A few words. Really just a passing comment. But it was the response that has stayed with me for hours today and inspired me to blog tonight. Here’s my story.
As I was welcoming parents into the school at the end of camp today, I connected with one mom, who asked me about her child’s day. I briefly told her how the day went, but then I said, “I really enjoy working with ________. He always makes me think, and we have some great conversations.” That’s when the mom looked at me and said, “I wish everyone felt that way. This is the first time somebody’s said this about my son.” That’s when my heart broke!
I can’t help but think back to the Faculty of Education, and the reminder from professors that it’s important to distinguish between a child’s behaviour and the actual child. We may not like a child’s choices, but we still like the child. My understanding of behaviour has changed a lot since Teacher’s College — and I think that Shanker‘s Self-Reg has helped me view a lot of behaviour differently — but this “language lesson” has remained an important one for me. Even so, this mother’s comment made me wonder if I always remember the power of words when communicating with parents.
Yes, we want to be honest with parents. If there are problems/concerns, we want to be able to work through them together. But in the midst of pointing out the issues, we also need to highlight the positives … and maybe, as this mom reminded me in her comment today, not make the “issue” our view of the child. Every child wants to be loved, and every parent wants to know that their child is loved.
I’m not a mom, so I can’t speak from a “parent perspective,” but as another mom pointed out to me recently, I’m like a “school mom.” As my teaching partner and I have discussed before, our students are our kids.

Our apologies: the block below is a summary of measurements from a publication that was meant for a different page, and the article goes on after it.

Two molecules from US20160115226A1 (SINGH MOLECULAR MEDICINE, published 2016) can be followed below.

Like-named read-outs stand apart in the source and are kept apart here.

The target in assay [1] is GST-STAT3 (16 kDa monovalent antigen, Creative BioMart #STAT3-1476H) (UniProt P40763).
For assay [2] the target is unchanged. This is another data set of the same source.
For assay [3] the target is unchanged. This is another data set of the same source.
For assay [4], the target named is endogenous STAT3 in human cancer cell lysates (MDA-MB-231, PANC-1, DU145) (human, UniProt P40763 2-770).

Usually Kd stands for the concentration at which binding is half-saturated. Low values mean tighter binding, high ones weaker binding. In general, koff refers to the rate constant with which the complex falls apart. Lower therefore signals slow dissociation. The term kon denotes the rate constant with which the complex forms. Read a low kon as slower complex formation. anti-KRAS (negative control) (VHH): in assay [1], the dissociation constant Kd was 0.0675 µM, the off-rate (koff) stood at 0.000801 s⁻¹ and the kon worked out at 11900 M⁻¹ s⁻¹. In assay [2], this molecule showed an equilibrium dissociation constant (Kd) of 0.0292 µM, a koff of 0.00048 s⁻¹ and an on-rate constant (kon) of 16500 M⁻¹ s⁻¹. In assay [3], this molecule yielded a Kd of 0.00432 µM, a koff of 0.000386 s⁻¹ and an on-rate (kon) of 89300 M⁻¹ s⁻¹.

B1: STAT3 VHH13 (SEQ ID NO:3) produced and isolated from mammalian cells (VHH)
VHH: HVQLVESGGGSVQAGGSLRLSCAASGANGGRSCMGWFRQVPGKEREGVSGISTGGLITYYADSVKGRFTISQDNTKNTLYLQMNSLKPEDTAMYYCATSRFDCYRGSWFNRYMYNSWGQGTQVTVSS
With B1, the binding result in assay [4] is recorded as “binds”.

- We’ve seen them grow: academically, socially, and emotionally.
- We know what they’re able to do.
- We believe in them.
And at the end of each year, we create classes for the following year, and we make our little wish that the new teacher will see the “wonderful” that we see and make the connections that we’ve made. Likely, those same teachers are wishing the same thing for their groups of students that are also going off to new classes. That’s what love does. Just as we need to hear these positive affirmations from our colleagues, parents need to hear these words from us.
I’m not going to pretend that I always remember to share this message, or that I do so as much as I should, but after today’s conversation, I know that I will be doing so more. When parents know we speak with love, the tone of the discussion changes. How do we let kids know “they matter,” and how do we share this same message with the home? This is a message worth sharing.